VANCOUVER -- Possible changes to one of B.C.'s farmland laws could result in secondary dwellings being permitted more easily.

In a policy intentions paper released by the province, the Ministry of Agriculture said it's considering "residential flexibility in the Agricultural Land Reserve." Specifically, the changes could allow farmland owners to build a small, secondary residence on their property, without first having to get permission from the Agricultural Land Commission.

In 2018, the province introduced Bill 52, which sought to lessen development on farmland. Home sizes were limited, soil removal was restricted and penalties for dumping were increased. 

But Raquel Kolof, a farmer on the Sunshine Coast, said some of the measures introduced in the bill were detrimental to those farming in rural parts of the province. 

"Bill 52, in my opinion, was a response to Lower Mainland issues that could have been easily resolved with Lower Mainland bylaws," said Kolof, who raises Berkshire pigs and Icelandic sheep at Hough Heritage Farm in Gibsons. 

"We appreciate and really approve of the need to remove the possibility of any dumping of industrial waste, we agree that soil should not be removed from farmland – it's a precious resource – but Bill 52 went too far in punishing the rest of B.C. for Lower Mainland problems that could have been solved on a local, municipal level."

Construction of large homes on farmland is one of those Lower Mainland-specific issues, Kolof said. 

"We don't have an issue of mega-mansions here on the Sunshine Coast. Most of B.C. does not have an issue with that," she said. "Fine if they want to limit the size of housing on ALR land but removing the second dwelling was harsh, it was punitive and it put a lot of farmers in very precarious positions and stopped a lot of new farming opportunities."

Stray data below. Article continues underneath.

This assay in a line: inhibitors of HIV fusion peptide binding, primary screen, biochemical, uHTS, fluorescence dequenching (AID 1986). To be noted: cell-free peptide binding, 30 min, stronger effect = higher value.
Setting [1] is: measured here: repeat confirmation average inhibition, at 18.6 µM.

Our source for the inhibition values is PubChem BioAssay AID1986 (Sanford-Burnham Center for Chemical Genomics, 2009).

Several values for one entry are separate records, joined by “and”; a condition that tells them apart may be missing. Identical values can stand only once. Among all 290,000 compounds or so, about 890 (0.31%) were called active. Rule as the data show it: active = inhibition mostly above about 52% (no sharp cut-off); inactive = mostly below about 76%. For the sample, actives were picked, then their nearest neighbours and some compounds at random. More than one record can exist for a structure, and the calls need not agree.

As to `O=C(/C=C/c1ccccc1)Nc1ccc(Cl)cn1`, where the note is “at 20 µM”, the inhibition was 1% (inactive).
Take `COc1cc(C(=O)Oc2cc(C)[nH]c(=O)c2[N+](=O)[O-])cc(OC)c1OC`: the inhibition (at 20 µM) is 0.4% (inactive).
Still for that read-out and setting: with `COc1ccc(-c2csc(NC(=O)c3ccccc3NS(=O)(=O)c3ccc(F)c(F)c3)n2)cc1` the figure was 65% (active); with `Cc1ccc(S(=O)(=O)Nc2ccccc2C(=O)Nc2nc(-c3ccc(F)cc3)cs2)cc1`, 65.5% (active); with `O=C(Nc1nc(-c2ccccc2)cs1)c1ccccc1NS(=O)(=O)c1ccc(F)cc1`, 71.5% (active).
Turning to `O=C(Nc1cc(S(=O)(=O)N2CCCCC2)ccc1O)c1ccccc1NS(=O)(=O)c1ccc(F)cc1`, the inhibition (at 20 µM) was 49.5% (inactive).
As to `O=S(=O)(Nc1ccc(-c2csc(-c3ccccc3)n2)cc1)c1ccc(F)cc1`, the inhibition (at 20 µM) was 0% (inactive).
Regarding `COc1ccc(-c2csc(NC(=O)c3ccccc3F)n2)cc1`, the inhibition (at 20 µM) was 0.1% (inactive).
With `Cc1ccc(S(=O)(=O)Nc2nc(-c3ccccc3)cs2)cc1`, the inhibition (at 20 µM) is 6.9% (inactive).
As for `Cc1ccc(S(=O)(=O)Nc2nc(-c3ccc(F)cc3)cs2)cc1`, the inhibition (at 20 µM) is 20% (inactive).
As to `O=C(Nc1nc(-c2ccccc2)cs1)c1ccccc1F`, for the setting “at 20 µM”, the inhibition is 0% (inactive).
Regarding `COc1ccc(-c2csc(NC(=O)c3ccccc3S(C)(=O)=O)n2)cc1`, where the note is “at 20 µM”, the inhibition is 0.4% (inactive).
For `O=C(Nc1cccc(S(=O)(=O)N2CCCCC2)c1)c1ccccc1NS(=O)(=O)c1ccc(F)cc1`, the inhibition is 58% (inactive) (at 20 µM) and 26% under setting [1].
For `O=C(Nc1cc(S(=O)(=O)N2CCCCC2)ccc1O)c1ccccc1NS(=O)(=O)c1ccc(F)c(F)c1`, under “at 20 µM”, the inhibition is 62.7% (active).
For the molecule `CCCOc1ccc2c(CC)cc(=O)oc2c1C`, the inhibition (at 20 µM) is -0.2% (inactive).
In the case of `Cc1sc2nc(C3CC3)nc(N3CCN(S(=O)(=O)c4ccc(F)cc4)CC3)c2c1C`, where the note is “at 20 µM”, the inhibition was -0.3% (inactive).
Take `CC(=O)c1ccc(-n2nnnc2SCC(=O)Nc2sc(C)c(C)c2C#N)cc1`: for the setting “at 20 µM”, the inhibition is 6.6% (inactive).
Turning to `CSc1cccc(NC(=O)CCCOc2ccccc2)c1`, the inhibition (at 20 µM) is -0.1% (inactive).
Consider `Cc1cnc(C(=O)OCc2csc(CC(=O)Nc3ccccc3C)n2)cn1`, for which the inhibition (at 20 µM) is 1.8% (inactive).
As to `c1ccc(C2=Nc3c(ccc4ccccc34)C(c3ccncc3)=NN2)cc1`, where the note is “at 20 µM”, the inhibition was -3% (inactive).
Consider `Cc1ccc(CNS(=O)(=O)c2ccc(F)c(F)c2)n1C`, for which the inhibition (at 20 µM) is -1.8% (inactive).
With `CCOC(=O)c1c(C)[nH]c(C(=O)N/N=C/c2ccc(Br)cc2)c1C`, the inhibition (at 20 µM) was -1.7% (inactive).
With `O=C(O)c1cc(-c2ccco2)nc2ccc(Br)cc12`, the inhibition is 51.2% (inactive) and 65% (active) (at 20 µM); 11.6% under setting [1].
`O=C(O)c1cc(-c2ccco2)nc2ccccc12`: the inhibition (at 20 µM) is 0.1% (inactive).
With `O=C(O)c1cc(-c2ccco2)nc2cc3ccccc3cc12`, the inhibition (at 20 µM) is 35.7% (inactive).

Last fall, representatives from the province conducted multiple public consultations to hear concerns from farmers about Bill 52.

In its intentions paper, which was released Monday, the provincial agriculture ministry said residential flexibility can help farming families stay together, create options for joint-ownership of property, support new farmers or make room for an additional source of rental revenue. 

A significant change being proposed is that secondary residences would not need to be for immediate family members.

"Families are different all across B.C.," Kolof said. "Some of us don't have families that can live on the farm and instead would need rental opportunities in order to provide that support. Some of us in the areas we live in there is no farm help around so rental opportunities would provide financial support."

Limiting mega-mansions

One Lower Mainland city that has dealt with issues of mega-mansions is Richmond. Previously, the possibility of allowing secondary residences on ALR properties was a concerning prospect for some, particularly when the city was establishing its own bylaws to limit farmland development. 

"We really thought that – rather than what they're now calling a small, secondary residence – it was going to be two full-sized houses and rather than one huge mega-mansion, it was going to sort of become a housing development," said John Roston, who belongs to Richmond Farm Watch, a farmland advocacy group. 

"The way they've worded the (intentions paper), it would limit the amount of space the secondary residence could take to prevent it from being some huge thing."

Under the proposed changes, not only could the size of a second residence be limited, but permission would still be needed from a local government to build the structure. 

However, Roston said it was getting approval from the ALC that's been a hurdle for some farmers. He said he brought this issue up during consultations with the province and suggested the ALC be taken out of the process or have someone from the ALC be appointed to help farmers ensure their applications were successful.

"But this is much better because now they don't have to go to the ALC and make an application altogether," he said. 

The province will continue to refine the proposal until April 17 and afterwards potential recommendations will be made to the government. 

For now, Kolof said she feels farmers are being heard by the ministry. 

"Farming is so difficult … most of these farmers who are providing really nutrient-dense food for the community are doing so with very little profit," she said. 

"We are very thankful that there was proper engagement with stakeholders, with farmers and that we were listened to." 

Read the full Residential Flexibility Intentions Paper: